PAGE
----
As most human resources professionals know, employer-sponsored health coverage costs are on the rise. According to the Kaiser Family Foundation’s annual survey on employer benefits, 2021 average annual premiums were over $22,200 for families and $7,700 for individuals, marking a 4 percent surge from 2020. And the sharp increase over the past year doesn’t amount to an isolated incident, either – in fact, the average premium for family coverage rose an astounding 22 percent over the last five years. With health insurance premiums climbing, employers may reasonably be wanting to scale back on the provision of certain medical benefits, swapping a few items out for other equally appealing perks.
The Tradeoff Between Medical and Financial Wellness Benefits:
To deal with rising premiums, employers have a few options: they can (A) narrow the allowances of their health plans to reduce costs, i.e., offer a smaller provider network or require a higher deductible; (B) increase the percentage of the premium that’s paid by the employees themselves; or (C) explore less expensive alternatives to health insurance in the medical benefits space.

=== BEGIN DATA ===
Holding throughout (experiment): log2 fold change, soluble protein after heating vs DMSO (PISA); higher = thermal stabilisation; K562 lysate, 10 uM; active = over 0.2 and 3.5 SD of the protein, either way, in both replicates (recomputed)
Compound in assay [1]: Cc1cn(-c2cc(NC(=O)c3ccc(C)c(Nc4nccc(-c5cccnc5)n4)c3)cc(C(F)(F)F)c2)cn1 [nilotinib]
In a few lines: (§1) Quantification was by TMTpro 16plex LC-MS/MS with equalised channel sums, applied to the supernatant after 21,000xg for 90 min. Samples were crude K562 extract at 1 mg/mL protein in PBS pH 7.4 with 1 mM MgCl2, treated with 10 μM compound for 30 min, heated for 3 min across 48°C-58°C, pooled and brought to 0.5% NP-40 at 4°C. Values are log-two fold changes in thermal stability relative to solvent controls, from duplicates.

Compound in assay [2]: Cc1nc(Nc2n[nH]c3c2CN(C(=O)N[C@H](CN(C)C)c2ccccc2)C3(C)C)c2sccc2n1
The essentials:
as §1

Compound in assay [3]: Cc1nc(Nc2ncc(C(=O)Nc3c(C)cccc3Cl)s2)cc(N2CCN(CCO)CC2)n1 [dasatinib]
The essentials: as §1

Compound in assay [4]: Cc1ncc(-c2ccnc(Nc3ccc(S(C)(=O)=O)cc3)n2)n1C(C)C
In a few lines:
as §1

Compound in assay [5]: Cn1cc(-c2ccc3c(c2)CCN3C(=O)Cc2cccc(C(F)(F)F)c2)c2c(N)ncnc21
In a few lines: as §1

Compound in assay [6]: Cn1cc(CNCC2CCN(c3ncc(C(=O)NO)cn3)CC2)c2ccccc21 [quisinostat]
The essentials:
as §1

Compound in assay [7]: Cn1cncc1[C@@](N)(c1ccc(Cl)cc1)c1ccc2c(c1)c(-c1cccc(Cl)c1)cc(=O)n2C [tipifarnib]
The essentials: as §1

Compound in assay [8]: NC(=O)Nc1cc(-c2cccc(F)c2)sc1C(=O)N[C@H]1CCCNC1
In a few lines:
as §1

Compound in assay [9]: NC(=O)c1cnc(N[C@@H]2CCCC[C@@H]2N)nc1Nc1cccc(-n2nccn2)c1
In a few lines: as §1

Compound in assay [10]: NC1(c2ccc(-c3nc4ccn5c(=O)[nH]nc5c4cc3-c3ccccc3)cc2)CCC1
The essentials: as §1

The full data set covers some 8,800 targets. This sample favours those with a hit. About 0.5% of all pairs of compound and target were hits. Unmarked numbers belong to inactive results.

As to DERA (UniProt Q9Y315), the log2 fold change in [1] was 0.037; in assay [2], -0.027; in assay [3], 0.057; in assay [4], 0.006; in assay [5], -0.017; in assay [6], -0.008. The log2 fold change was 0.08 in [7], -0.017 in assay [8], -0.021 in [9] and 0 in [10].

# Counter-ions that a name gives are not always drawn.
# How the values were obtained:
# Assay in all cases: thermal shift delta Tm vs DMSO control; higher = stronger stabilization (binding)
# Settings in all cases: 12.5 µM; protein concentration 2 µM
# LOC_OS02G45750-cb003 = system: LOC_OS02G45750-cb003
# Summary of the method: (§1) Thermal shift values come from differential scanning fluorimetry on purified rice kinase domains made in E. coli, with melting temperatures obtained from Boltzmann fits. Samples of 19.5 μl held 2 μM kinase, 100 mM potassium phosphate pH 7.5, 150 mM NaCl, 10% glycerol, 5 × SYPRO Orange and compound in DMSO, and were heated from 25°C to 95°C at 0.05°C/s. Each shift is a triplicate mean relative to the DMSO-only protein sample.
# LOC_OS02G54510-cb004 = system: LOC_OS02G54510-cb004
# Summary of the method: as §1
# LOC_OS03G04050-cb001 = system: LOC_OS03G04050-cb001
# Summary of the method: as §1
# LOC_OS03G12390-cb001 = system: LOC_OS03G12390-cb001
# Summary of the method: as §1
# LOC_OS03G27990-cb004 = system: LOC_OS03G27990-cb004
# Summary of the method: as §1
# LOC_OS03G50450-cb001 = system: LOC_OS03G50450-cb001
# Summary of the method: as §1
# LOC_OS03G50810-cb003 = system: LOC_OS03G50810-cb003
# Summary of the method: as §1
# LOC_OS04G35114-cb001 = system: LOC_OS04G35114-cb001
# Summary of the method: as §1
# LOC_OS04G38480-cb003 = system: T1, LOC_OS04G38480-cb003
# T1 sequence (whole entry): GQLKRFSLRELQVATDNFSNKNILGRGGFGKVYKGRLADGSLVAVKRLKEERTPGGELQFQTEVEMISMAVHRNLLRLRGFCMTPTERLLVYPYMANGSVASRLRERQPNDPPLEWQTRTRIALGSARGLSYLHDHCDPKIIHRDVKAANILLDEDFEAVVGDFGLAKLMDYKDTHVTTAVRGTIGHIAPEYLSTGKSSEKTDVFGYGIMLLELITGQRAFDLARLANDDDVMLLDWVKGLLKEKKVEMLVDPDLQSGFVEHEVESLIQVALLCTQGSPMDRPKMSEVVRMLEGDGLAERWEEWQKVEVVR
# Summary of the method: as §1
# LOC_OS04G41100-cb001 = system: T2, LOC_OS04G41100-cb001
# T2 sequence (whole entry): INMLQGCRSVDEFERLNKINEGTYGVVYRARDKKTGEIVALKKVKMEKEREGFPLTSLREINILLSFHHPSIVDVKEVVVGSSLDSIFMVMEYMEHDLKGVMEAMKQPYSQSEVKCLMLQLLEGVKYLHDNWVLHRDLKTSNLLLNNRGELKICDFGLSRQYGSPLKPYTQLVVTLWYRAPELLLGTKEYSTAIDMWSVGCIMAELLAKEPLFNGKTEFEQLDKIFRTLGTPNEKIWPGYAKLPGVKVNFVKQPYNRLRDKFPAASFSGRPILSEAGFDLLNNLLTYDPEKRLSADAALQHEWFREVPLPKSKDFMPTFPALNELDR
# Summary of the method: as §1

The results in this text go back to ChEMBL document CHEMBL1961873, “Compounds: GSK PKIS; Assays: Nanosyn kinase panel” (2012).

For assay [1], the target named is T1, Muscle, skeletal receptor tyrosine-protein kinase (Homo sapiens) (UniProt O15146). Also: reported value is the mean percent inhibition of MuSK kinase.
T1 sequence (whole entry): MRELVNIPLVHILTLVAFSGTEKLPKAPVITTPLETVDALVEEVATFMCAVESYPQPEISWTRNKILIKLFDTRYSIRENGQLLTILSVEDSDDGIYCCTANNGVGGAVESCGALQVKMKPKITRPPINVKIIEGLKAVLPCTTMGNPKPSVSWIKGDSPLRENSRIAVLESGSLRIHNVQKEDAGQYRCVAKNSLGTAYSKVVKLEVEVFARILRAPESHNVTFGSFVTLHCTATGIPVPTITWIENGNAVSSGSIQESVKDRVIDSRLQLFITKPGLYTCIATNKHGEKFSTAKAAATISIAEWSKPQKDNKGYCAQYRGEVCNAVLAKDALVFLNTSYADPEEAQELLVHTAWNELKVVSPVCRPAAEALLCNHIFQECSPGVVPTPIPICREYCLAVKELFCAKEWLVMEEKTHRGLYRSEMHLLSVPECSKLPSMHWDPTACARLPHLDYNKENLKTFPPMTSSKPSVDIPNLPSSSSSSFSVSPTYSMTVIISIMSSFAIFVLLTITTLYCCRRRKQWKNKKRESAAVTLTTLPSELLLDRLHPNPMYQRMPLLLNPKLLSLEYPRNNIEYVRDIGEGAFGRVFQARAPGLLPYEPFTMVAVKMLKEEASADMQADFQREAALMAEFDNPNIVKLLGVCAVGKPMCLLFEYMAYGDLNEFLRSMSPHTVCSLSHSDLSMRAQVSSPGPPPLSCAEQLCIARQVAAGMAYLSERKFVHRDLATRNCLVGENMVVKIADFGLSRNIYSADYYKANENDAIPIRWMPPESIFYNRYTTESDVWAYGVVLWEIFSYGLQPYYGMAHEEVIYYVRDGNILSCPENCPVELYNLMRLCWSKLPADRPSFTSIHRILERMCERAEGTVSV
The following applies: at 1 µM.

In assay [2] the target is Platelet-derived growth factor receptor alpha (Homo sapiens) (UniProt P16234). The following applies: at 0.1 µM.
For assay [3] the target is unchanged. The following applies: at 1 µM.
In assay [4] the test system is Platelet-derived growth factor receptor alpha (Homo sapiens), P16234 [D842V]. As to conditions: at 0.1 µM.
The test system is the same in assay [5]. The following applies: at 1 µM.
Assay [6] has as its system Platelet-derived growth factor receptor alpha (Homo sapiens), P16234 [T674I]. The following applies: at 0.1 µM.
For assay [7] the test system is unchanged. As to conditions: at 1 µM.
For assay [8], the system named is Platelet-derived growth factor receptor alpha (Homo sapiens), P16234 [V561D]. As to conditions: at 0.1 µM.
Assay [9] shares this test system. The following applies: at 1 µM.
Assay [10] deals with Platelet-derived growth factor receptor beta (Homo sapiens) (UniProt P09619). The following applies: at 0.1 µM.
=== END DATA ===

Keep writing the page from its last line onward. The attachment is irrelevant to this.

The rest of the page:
For more information about medical benefits as alternatives to traditional health insurance, check out this blog post. No matter what route an employer takes, in a competitive talent market, they’ll need to balance out a reduction in health benefits with other valuable offerings.
Enter financial wellness benefits, an item that employees have shown they want and value. A study released by Morgan Stanley and the Financial Health Network found that most employees, (74 percent, to be exact) say they want financial wellness benefits from their employers; 60 percent of employees even said their decision to stay at a job would be easier if their employer offered benefits to help them manage their finances. The study of over 1,000 full-time employees of mid-sized and large U.S. firms indicated that financial wellness programs have been affirmatively shown to “reduce employee stress, improve retention and engagement and help a company stand out in the marketplace.”